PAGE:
The boundaries between clientside and supplier should get weaker. But, and this is for me an important question, is this possible? In my experience a lot of the bigger companies have such a strict organizational structure that it is nearly impossible to have flexible project descriptions or “fluid” accounting (e.g. flexible budgets), which is very important to innovate together. Innovation is always a risk. Organizations tend to avoid risks and usually they have a low willingness to engage in experiments.
    But, the suppliers need a cooperation process, how else should they know what the clientside really thinks about and needs to narrow or close the need gap you mentioned between the clientside and the supplierside.
    Just one short comment regarding your point about the “talents”. I also agree, money is an argument, because it is one “currency” to show appreciation. I think there are a lot more, for example, is the work you do important for your company? Is your work relevant for decision making? Does MR open career opportunities? Or, even, is it cool to be a market researcher?
    Kerstin Klär wrote something about the talents from a supplier perspective (http://ilovemafo.wordpress.com/2012/08/03/mut-forscher-gesucht/) and the article shows that we all have to work on this topic!
    Sorry, for the long comment and thanks again for the inspiring thoughts. Best, Oliver

  2. Thank you Edward for this contribution. I think it is an important isue.
    However, one question you pose after mentioning Larry Friedman’s verdict on some standard and purchase intention metrics I do not really understand: „Aren’t we handing weapons to people who – potentially – may not be believers in MR in the first place?“
    Actually I don’t see a problem with these statements of Larry Friedman or that of John Puleston at all.

    Option 1 is that these statements are intended to discredit competitor’s tools. Well, we know what to think of this. Either they are right, than tell the CMO not to buy them. Or they are wrong than you can forget them.
    It only becomes a problem if Friedman is right and you have selected these tools. Then it was a mistake. Shit happens. And not nice. But certainly not a matter of MR in total, but only one of selection.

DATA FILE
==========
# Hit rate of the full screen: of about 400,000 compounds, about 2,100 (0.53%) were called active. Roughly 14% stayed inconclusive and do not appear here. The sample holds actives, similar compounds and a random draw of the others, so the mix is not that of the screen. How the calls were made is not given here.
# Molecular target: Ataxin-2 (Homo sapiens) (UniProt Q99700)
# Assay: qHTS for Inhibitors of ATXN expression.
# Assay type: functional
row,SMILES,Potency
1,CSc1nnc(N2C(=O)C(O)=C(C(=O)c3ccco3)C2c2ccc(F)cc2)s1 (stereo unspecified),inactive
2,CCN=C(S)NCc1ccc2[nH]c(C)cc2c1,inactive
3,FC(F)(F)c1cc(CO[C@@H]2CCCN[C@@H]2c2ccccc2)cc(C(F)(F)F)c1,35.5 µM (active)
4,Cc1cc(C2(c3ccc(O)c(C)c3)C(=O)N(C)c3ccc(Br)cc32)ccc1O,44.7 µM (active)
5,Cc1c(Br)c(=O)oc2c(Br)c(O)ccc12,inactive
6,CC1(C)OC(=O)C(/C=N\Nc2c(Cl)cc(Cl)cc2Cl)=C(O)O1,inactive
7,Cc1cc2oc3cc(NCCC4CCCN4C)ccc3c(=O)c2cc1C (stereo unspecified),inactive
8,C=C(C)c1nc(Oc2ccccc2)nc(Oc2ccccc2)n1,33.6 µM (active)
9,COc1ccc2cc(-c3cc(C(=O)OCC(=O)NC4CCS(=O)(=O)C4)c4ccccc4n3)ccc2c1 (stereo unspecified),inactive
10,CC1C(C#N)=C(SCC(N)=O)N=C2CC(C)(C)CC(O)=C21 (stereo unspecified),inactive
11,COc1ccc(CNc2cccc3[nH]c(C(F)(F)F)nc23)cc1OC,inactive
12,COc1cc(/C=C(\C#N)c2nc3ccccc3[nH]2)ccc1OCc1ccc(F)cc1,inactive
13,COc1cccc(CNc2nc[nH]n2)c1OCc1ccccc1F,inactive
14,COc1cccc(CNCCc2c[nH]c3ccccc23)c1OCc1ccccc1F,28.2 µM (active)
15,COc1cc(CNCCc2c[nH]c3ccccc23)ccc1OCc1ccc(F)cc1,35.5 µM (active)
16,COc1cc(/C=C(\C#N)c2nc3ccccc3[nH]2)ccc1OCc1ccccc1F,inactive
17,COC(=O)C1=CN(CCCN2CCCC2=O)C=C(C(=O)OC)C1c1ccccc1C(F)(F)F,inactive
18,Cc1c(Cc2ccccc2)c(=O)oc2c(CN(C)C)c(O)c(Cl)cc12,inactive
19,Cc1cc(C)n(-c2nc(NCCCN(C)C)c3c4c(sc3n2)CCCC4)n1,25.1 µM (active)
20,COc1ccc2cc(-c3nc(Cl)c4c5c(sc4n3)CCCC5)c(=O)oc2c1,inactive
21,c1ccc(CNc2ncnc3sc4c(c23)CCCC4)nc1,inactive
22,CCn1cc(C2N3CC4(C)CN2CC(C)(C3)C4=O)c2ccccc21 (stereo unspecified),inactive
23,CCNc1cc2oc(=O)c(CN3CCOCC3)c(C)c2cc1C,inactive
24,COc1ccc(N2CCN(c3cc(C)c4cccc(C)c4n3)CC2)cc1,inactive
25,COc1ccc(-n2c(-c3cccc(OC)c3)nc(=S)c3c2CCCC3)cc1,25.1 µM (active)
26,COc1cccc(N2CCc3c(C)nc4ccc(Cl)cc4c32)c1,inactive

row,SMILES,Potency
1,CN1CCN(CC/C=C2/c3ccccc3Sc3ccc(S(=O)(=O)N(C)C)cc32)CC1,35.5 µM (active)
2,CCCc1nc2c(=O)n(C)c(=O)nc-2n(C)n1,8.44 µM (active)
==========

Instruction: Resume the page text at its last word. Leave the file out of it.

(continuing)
Option 2: A method (not a tool) is proven to be wrong, like Friednman suggests by saying that “some “standard” metrics like purchase intent for established FMCG brands, have a zero correlation with behavior“ And he asks: „why are we still using it?”.
    First all this is a ridiculous question. He should give the answer, he is the CRO at TNS. My question would be: Why don’t you throw it out and why do you continue to sell crap research if you know it is wrong? I would tell my CMO to not deal with him anymore.
    On the other hand, the clientside should be the one who can tell us/CMO if Friedman is right. Didn’t anybody on the client side check the correlation over all these years? If no, how come that nobody took a critical look? Even the CMO himself is responsible for this check as well as the researchers who work with the institute/method. The problem here would then not be the fate of Cassandra or one of innovation, but how research, its qualities, limits and relevance are controlled and handled on the clientside.

    • Edward Appleton am

      Oliver, thanks for your comments. On the innovation front, I think the plethora of frankly incremental innovations that MR agencies have brought to market over the past few years haven’t really demontrated a significant impact. I honestly think the industry is actually experiencing innovation in the form of disruption – a business model innovation – from technology suppliers of MR software allowing MR clientsiders to do the work themsevles. It’s the elephant in the room in my view. To your point on process innovation – ie collaboration – totally agree it’s needed and not easy to „step outside the box“ and hope that clientside folk see an Agency differently. My sense is that MR agencies have to start becoming more concrete in terms of what the implications of the insights mean – innovation ideas, messaging optimisation – without losing the core of being researchers. If we don’t do that, then I think the rise of e-marketing will make behavioural tracking the norm, and we can simply and easily be bypassed by eg AB testing lead by internet marketing.